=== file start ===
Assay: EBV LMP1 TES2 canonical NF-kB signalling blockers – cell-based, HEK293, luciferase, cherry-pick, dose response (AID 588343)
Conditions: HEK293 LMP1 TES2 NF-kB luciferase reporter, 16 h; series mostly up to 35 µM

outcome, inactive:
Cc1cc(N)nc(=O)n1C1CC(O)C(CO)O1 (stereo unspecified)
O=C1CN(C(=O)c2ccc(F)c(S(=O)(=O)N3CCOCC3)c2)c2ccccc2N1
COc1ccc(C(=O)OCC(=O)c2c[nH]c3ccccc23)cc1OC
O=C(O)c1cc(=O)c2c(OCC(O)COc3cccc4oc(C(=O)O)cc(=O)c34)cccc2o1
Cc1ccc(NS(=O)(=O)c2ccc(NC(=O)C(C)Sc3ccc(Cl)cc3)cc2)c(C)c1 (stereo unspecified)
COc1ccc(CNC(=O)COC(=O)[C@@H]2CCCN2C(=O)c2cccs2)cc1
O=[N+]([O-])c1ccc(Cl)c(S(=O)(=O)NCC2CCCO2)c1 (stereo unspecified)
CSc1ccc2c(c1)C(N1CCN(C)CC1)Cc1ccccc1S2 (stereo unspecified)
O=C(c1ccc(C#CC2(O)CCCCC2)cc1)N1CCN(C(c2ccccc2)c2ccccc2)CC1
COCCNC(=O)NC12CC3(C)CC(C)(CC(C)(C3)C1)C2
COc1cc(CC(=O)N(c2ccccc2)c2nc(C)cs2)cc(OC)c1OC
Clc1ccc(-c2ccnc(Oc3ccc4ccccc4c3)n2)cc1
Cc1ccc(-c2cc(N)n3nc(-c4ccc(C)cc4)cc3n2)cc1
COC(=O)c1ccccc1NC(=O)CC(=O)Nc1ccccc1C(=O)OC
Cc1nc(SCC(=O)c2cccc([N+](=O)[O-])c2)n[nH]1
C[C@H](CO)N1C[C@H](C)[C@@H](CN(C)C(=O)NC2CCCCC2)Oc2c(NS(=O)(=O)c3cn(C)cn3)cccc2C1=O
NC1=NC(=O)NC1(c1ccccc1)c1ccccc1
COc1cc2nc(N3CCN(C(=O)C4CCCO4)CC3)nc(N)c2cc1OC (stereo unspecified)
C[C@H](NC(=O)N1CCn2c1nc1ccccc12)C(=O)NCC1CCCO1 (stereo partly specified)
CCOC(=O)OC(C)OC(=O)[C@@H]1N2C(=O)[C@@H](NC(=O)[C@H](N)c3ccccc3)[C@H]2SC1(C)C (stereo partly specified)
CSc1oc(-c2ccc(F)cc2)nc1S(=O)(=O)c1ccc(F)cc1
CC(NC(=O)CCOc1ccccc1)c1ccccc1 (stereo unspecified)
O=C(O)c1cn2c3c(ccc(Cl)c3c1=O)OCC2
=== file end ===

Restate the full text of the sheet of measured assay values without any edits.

Assay: EBV LMP1 TES2 canonical NF-kB signalling blockers – cell-based, HEK293, luciferase, cherry-pick, dose response (AID 588343)
Conditions: HEK293 LMP1 TES2 NF-kB luciferase reporter, 16 h; series mostly up to 35 µM

outcome, inactive:
Cc1cc(N)nc(=O)n1C1CC(O)C(CO)O1 (stereo unspecified)
O=C1CN(C(=O)c2ccc(F)c(S(=O)(=O)N3CCOCC3)c2)c2ccccc2N1
COc1ccc(C(=O)OCC(=O)c2c[nH]c3ccccc23)cc1OC
O=C(O)c1cc(=O)c2c(OCC(O)COc3cccc4oc(C(=O)O)cc(=O)c34)cccc2o1
Cc1ccc(NS(=O)(=O)c2ccc(NC(=O)C(C)Sc3ccc(Cl)cc3)cc2)c(C)c1 (stereo unspecified)
COc1ccc(CNC(=O)COC(=O)[C@@H]2CCCN2C(=O)c2cccs2)cc1
O=[N+]([O-])c1ccc(Cl)c(S(=O)(=O)NCC2CCCO2)c1 (stereo unspecified)
CSc1ccc2c(c1)C(N1CCN(C)CC1)Cc1ccccc1S2 (stereo unspecified)
O=C(c1ccc(C#CC2(O)CCCCC2)cc1)N1CCN(C(c2ccccc2)c2ccccc2)CC1
COCCNC(=O)NC12CC3(C)CC(C)(CC(C)(C3)C1)C2
COc1cc(CC(=O)N(c2ccccc2)c2nc(C)cs2)cc(OC)c1OC
Clc1ccc(-c2ccnc(Oc3ccc4ccccc4c3)n2)cc1
Cc1ccc(-c2cc(N)n3nc(-c4ccc(C)cc4)cc3n2)cc1
COC(=O)c1ccccc1NC(=O)CC(=O)Nc1ccccc1C(=O)OC
Cc1nc(SCC(=O)c2cccc([N+](=O)[O-])c2)n[nH]1
C[C@H](CO)N1C[C@H](C)[C@@H](CN(C)C(=O)NC2CCCCC2)Oc2c(NS(=O)(=O)c3cn(C)cn3)cccc2C1=O
NC1=NC(=O)NC1(c1ccccc1)c1ccccc1
COc1cc2nc(N3CCN(C(=O)C4CCCO4)CC3)nc(N)c2cc1OC (stereo unspecified)
C[C@H](NC(=O)N1CCn2c1nc1ccccc12)C(=O)NCC1CCCO1 (stereo partly specified)
CCOC(=O)OC(C)OC(=O)[C@@H]1N2C(=O)[C@@H](NC(=O)[C@H](N)c3ccccc3)[C@H]2SC1(C)C (stereo partly specified)
CSc1oc(-c2ccc(F)cc2)nc1S(=O)(=O)c1ccc(F)cc1
CC(NC(=O)CCOc1ccccc1)c1ccccc1 (stereo unspecified)
O=C(O)c1cn2c3c(ccc(Cl)c3c1=O)OCC2